Zeigarnik effect and productivity


Effect of Directed Forgetting

In 1927, in a restaurant in Berlin, Dr. Kurt Lewin and his colleagues were engaging in a long conversation. The waiter had not yet given them their bill, so Lewin called him over and asked for the amount. The waiter told him immediately, and Lewin paid and reengaged in the conversation for some number of minutes. Suddenly though, Lewin had an insight—he called the waiter over a second time and asked again for the amount of their bill. The waiter no longer knew.

The Zeigarnik Effect

This day marked the beginning of something known as the Zeigarnik Effect, a theory which was first dreamed up by Lewin and then later researched and named after his colleague.

When a person intends to perform a task, a quasi-need is established which causes a strong desire for fulfillment of that task. These quasi-needs, or „tension systems‟, come into being because of a person‟s decision to begin a task.

Another more common, every-day example is one that is experienced by most students: when taking a timed multiple choice test, the questions which are never answered, or those that the student is not sure about, are the ones most often remembered after the test has been finished. According to Lewin and Zeigarnik, this represents a lack of closure, which is the driving force behind the tendency for individuals to remember incomplete or interrupted tasks better than completed ones.

How does this relate to productivity?

1. How finish task faster?

To be able to concentrate fully on current work we have to close all previous tasks. This is basically what Kanban with definition of “Work In Progress” limit is proposing. To be most effective we need to concentrate on one task and avoid multitasking.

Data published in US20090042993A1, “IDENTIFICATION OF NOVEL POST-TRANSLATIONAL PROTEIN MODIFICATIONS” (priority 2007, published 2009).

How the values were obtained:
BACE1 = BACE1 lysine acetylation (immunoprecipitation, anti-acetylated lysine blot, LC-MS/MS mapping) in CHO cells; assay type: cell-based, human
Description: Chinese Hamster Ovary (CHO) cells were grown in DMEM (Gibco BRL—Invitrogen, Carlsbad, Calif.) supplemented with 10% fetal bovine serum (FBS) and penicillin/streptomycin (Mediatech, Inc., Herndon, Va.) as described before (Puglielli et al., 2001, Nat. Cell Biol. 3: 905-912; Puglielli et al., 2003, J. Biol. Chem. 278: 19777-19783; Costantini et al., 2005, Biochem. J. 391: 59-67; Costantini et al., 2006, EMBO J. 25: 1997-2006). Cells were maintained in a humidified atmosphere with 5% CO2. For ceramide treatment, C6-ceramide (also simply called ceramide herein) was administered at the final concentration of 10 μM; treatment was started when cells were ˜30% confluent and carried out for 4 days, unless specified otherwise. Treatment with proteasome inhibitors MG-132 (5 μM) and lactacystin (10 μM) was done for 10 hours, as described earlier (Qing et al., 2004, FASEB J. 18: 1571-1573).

2. How to remember stuff better?

The Zeigarnik effect suggests that students who suspend their study, during which they do unrelated activities (such as studying unrelated subjects or playing games), will remember material better than students who complete study sessions without a break.

Sources and more reading:


Facilitating Global day of Coderetreat 2013

On the 14th of December 2013 – the Global Day of Coderetreat was held at Warsaw as part of annual Agile Development Day. Event was hosted by Pragmatists and Sages.

For me it was first time to facilitate this kind of event. Many thanks to organizers for providing hangout workshops about facilitating coderetreat event. This provided many helpful information

We followed a fairly standard format but we had only 5 sessions in total. We wanted to leave some time to participants to network and get to know each other doing brakes.

My first thought of theme of this coderetreat was Test-Driven development. But after seeing how good people are doing TDD and Pair programming after first few sessions we started to play with OO programming in last sessions.

Session 1 – Warm up with no constraints

Starting session to get to know the problem.

Session 2 – Ping pong pair programming with TDD

Session teaching pair programming and Test Driven Development rules. One additional constraint was not using plain arrays.

Session 3 – Mute pair programming with evil coder

Person being Evil coder was supposed to implement the code in a way the tester doesn’t expect.

Session 4 – Extreme OO.

3 lines of code per method
2 fields per class
3 methods per class
One dot per line

It turned up to be very difficult to follow those rules. But there were some insights that creating small classes and small methods made the code more readable and better designed.

Session 5 – Pick your own

In last session we voted for constraint. And “no if statements” was picked up. We have very interesting approaches to code without ifs and people have a lot of fun in this session.


One thing i could have done is ask user to write down one thing they wanted to learn before event. Then after last session write one most important thing they learned.
On Retrospection session we could compare this findings with others. I got this idea watching photos from other cites and i think its the best way to sum up whole day.

Interesting sessions in other locations

Some interesting sessions that other teams around the world were doing:

Amsterdam, Netherlands
Inherit the code from the previous session (yes we did not delete our code). With mixed pairs (1 of the 2 knows of the old code base).

Amsterdam, Netherlands
Zombie cells, which are cells that where alive, died, and then revived. Zombie Cells behave like Alive cells for now but we ought to know if they where ‘resurrected’

Berlin, Germany
No return values

Peterborough, UK
Abstract cartoon names for variables